The Mooresville Church of Christ’s claim to fame is that future president and general James A. Garfield preached here during the Civil War in 1863.
Situated on the edge of the town square, the Zeitler-Hill-McLain House began construction in 1927 and was designed in the Greek Revival style by one of Alabama’s first female architects, Carolyn Cortner Smith of Birmingham.
Once the site of a log cabin after the turn of the century, this charming clapboard cottage was built in 1947.
This Federal period home, built in the 1820s, is now home to the McCrarys, the sixth consecutive generation of the family to live in the home, and the eighth generation to live in Mooresville.
The family added this structure, which served as an office at one point in time.
This Federal period home was built in 1826, and still houses a framed document that was given to the owners of the house during the Civil War, proclaiming the home “protected from search for arms against officers and men of this command as to our certain knowledge, he possesses nothing in the way of arms or munitions of war.”
In their sixth generation in Mooresville, the McCrarys gave the family home to their son and needed a new home of their own. So they commissioned architect Frank Nola of Huntsville to create a home for them. Built in 2005, the McCrary home was designed to evoke the charm of town’s historic architecture with today’s modern comforts.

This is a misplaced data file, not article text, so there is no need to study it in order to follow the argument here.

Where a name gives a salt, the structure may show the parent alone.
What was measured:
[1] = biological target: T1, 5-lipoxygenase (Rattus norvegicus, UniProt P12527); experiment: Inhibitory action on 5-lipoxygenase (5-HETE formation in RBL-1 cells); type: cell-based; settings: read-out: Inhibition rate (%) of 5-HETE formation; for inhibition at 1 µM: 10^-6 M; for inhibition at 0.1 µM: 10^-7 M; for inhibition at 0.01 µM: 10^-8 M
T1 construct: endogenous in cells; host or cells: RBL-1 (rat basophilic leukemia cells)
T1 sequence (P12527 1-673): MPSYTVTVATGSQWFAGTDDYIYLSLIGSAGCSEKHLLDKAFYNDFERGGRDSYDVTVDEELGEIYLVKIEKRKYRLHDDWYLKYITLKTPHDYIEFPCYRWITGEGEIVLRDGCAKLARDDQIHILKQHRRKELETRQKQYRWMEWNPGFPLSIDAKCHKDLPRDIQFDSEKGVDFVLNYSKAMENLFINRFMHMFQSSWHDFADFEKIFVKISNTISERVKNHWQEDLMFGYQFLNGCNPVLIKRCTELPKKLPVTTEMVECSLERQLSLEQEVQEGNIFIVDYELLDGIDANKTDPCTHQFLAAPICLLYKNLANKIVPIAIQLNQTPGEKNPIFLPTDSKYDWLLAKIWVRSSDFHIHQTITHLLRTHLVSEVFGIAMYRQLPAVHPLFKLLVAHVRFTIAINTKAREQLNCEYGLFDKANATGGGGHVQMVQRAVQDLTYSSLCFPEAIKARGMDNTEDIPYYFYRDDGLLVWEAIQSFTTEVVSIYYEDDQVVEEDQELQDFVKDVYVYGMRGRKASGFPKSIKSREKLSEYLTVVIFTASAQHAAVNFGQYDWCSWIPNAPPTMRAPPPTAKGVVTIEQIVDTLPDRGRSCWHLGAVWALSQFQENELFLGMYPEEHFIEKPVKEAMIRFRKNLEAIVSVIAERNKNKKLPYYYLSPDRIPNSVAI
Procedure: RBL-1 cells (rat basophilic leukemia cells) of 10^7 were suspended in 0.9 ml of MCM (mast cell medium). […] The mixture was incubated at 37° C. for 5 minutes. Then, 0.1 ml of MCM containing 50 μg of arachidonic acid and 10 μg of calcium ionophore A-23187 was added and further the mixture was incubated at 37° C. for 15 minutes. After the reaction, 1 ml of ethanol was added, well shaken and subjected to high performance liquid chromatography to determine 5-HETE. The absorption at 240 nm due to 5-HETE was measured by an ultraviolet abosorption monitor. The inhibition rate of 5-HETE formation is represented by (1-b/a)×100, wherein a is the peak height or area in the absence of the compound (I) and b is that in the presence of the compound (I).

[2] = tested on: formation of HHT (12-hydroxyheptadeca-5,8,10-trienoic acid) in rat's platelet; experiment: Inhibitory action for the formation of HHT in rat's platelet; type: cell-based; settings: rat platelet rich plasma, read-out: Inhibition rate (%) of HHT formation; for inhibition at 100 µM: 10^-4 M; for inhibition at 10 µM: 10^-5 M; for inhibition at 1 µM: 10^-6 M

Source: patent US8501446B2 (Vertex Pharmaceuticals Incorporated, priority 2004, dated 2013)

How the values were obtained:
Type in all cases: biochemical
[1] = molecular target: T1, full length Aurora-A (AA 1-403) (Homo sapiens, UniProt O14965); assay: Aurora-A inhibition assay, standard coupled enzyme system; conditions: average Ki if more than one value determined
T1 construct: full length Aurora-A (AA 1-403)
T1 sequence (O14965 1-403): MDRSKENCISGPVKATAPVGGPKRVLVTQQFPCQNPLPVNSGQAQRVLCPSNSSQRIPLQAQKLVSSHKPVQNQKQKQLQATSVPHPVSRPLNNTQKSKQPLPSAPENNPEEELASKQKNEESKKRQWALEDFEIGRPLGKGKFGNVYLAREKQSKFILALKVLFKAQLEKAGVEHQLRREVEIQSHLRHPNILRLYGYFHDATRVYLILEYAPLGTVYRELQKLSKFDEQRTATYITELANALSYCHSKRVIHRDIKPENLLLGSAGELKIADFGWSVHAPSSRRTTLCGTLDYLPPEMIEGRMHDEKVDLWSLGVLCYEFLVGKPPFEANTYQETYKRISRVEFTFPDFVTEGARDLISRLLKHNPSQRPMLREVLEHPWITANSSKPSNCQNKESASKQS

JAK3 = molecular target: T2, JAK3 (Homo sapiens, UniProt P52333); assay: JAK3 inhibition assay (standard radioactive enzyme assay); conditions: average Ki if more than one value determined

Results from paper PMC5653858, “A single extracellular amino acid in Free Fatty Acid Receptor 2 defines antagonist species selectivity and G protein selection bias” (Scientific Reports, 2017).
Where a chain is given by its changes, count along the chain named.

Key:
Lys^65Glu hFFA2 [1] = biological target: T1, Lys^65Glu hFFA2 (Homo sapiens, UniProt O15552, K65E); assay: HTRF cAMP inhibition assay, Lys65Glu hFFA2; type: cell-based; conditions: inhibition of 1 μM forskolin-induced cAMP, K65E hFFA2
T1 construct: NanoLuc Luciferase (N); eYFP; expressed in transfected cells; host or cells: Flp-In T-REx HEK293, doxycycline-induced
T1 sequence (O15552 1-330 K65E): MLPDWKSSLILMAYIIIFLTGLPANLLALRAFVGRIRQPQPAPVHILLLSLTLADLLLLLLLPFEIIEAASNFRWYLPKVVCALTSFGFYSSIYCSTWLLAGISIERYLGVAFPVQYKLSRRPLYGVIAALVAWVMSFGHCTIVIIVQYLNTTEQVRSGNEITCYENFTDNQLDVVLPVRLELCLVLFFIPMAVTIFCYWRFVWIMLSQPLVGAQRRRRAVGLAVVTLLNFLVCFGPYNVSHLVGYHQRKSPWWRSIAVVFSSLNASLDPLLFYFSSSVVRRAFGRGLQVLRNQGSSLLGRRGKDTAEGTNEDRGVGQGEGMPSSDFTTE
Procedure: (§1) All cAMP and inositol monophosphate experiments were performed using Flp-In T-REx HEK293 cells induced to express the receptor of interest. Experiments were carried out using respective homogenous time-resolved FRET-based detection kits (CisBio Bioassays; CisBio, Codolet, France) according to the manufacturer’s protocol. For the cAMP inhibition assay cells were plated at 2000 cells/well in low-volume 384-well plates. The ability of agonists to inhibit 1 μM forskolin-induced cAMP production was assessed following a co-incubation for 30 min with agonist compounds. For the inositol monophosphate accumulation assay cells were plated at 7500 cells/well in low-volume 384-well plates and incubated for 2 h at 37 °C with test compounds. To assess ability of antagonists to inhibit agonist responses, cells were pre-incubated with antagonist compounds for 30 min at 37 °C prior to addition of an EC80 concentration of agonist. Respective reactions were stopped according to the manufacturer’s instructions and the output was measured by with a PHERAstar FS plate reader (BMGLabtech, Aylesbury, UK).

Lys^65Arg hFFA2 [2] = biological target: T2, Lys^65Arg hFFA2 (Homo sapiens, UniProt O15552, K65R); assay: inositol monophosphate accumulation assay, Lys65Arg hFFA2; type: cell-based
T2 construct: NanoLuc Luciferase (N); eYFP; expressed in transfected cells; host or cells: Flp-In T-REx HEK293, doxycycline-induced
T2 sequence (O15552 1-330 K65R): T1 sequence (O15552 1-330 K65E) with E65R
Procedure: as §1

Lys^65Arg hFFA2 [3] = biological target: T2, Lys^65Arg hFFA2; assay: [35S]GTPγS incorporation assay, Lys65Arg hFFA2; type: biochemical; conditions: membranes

Shirley McCrary’s garden with its striking white gate is a vision to behold.
The Corner House
Built in 1826 in classic Federal period brick, The Corner House was originally home to a mercantile business before being converted to a residence in 1936.
Now a residence, this 1780-style saltbox house was built circa 1854 and was originally the site of the Martin-Smith Blacksmith and Cabinet Shop.
Built in 1988, this home is a replica of the Crowninshield-Bentley house built in 1730 in Salem, MA. Its vibrant yellow paint job dates to 1995, when it played a role in the Disney movie, Tom and Huck.
Named for the year of Mooresville‘s incorporation, 1818 Farms is home to sheep, goats, chickens, dogs and pot-bellied pigs. The farm produces goat’s milk bath tea, lavender soaking salts, bath truffles, fresh eggs from pastured chickens, wool from Babydoll sheep, heirloom vegetables and cut flowers.
In May 2010, Woody Peebles turned an old equipment shed into an old-timey Dance Hall for his daughter’s wedding reception. It now serves a popular venue for events, parties and wedding receptions. Check out this wedding at the Dance Hall.
JaVa.Mooresville Coffee and Art Shop, previously a general mercantile store, antiques shop and a tourism office, is now a quirky coffee-shop-meets-antiques-and-art-shop operated by Jack McReynolds and Valerie Connaughton. “For me, one of the most enjoyable aspects of the town is the cacophony of birdsong,” says Jack of his love for Mooresville. “It’s the only place I have ever lived where birds were the dominant sound.”
So, stop by gorgeous, historic Mooresville, a hidden jewel of Alabama’s rich history and a beautiful little escape from the hustle and bustle of the daily grind! Or join an April walking tour, sponsored by the Alabama Tourism Department and led by a local resident. Meet at the historic Mooresville Post Office at 10 a.m. (Come at 9:45 a.m. to see the post office interior.)